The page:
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Blast Corps

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While it is difficult to justify the N64 as being a golden age of gaming, it certainly produced more than its fair share of influential and challenging releases amidst many titles not worthy of displaying the Nintendo seal of quality. Support from UK developer Rare was a key ingredient, Goldeneye may receive most of the plaudits, but for many players Blast Corps remains just as special.

The catalogue of Rare releases contains some of the most memorable and groundbreaking titles of their time, especially during the Spectrum era. From Atic Atac to Knight Lore and beyond, the studio became a staunch supporter of Nintendo, who quite rightly recognised their talents. Blast Corps was released in 1997 when the studio also produced Goldeneye, Killer Instinct Gold and Diddy Kong Racing. Looking back now it seems a remarkable output across a period of just twelve months and one nowadays that publisher and marketing types would seek to avoid.

Blast Corps sees you up against the odds, trying to clear a path for a runaway nuclear weapon transporter. These defective missiles were set for detonation in a safe zone, but due to some technical glitch, the vehicle has set a direct path to the site. Instead of avoiding civilian and built up areas, the carriage now passes through such environments, taking the most direct route. While residents can be evacuated, the actual structures and hazards remain intact, and if the transporter should hit one of these then the nuclear weapons will detonate, with devastating consequences. So as a member of the Blast Corps demolition company you are tasked with clearing such obstacles by using a variety of vehicles.

The premise is beautiful in terms of its simplicity and execution. Time is the major factor here and Rare’s expertise for crafting a challenging game is very evident. The main focus of the game are the carrier levels that pit you against the slow progress of the wayward vehicle. The planned path is displayed and you must get to work immediately, using either your default bulldozer or taking advantage of any other machinery you may find. Thankfully its not just a case of storming through a level, blasting any hazards that you may find to rubble, Rare realised that this would soon become rather dull and implemented other gaming aspects to keep you occupied.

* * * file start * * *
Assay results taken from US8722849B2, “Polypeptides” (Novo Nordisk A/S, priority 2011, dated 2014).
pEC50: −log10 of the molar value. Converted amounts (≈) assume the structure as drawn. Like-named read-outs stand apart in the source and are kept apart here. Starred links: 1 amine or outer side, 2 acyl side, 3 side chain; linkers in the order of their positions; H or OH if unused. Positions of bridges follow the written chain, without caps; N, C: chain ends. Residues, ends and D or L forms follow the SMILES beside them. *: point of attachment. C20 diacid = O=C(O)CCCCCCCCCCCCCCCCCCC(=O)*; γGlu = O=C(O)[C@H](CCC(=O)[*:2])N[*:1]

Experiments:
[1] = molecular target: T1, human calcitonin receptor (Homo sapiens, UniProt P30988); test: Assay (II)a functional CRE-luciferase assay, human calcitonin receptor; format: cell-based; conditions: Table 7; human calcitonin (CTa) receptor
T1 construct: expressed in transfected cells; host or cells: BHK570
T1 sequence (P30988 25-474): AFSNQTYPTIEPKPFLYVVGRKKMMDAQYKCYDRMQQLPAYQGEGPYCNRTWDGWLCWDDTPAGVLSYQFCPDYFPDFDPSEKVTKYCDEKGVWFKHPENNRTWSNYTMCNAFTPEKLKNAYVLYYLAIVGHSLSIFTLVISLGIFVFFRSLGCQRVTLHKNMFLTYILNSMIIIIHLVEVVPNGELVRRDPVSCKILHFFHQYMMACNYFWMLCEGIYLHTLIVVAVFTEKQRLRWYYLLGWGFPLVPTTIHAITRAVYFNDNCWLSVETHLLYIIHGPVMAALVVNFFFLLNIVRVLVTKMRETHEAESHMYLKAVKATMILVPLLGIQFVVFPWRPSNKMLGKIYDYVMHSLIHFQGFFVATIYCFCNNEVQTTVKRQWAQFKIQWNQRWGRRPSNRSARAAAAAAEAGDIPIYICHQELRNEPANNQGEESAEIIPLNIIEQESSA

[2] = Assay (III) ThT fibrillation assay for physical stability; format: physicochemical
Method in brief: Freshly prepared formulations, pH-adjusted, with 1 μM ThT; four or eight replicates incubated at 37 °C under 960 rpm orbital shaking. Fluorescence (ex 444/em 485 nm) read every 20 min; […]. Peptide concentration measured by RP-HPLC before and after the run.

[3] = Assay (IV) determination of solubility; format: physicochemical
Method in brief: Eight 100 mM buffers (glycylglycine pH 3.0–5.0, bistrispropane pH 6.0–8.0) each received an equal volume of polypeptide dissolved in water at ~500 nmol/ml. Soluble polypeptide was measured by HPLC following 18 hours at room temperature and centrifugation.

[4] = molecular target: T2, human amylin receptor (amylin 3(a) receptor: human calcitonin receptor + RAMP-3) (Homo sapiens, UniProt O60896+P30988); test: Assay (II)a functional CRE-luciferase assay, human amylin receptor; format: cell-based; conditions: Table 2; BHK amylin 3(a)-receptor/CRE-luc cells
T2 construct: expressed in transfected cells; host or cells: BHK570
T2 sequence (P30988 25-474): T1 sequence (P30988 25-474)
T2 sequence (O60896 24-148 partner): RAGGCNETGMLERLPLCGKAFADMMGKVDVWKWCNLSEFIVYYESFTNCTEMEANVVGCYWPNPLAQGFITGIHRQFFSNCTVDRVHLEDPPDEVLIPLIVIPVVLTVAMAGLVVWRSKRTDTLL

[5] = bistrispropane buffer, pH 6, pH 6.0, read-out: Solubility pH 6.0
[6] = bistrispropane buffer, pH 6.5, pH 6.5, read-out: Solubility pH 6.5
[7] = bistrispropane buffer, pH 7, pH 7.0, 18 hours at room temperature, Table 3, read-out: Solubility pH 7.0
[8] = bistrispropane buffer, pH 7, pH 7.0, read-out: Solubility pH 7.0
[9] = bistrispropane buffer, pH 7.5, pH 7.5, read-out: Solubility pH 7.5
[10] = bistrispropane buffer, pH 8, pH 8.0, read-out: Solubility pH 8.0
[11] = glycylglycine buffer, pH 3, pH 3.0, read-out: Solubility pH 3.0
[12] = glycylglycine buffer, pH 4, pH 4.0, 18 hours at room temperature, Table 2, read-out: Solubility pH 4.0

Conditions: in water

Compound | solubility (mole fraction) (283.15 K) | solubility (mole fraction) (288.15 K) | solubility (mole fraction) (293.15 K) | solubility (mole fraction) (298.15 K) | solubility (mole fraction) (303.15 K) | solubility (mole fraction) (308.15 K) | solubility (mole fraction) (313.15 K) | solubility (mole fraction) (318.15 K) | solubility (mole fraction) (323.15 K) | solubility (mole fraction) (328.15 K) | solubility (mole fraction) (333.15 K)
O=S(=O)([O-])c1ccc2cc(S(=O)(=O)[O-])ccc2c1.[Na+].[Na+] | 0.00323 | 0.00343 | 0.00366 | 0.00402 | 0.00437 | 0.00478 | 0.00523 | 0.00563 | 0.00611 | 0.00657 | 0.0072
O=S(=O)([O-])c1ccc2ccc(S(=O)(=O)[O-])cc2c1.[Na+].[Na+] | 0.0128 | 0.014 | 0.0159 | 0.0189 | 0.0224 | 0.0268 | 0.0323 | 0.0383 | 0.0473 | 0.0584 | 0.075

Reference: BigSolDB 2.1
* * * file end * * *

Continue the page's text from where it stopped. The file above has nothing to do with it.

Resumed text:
The introduction of blocks into a level demands more thought and planning from the player. Hazards are not simply structures but also gaps or holes that may result in a ground zero scenario anyway. Not content with this added ingredient, Blast Corps also asks the player to overcome multiple obstacles at times to place the blocks and other puzzles. Pitted against a strong difficulty curve and the temptation of the medal system (as seen in Goldeneye) to grade your performance, its a title that will continue to frustrate and challenge players, even today. Once a level is complete then you are allowed to return without fear of playing against a countdown, which enables to explore the area fully and introduce some experimentation.

For all the joys of the carrier levels, at times they could be extremely frustrating. A worthwhile distraction are the bonus levels that remove the need to clear obstacles and mainly focused on racing. Your selection of vehicle tied into your progress in the main mode, so most dynamic options do require a little effort and perseverance. Also thrown into the equation were bonus levels that allowed you just to destroy and as a mini-game these were good enough, especially to unleash some frustration.

Looking at the screenshots today, it’s hard to believe that Blast Corps was graphically accomplished, but it was at time. As with most early N64 releases of this era, the textures possessed that gritty quality, which become so disintictive until the additional memory pack was released later on. The graphics are proficient enough to allow you to visualise the task at hand and that’s good enough for Gamestyle, especially when the main draw is the wonderful game play.

While the industry has moved on, games such as Pilot Wings and Blast Corps retain their addictive qualities through excellent design and implementation. As an original intellectual property, it is a shame that Rare never followed up the promise of the original with a much-deserved sequel. Perhaps one day that will change, but for now Blast Corps is a must-have purchase for anyone with a Nintendo 64.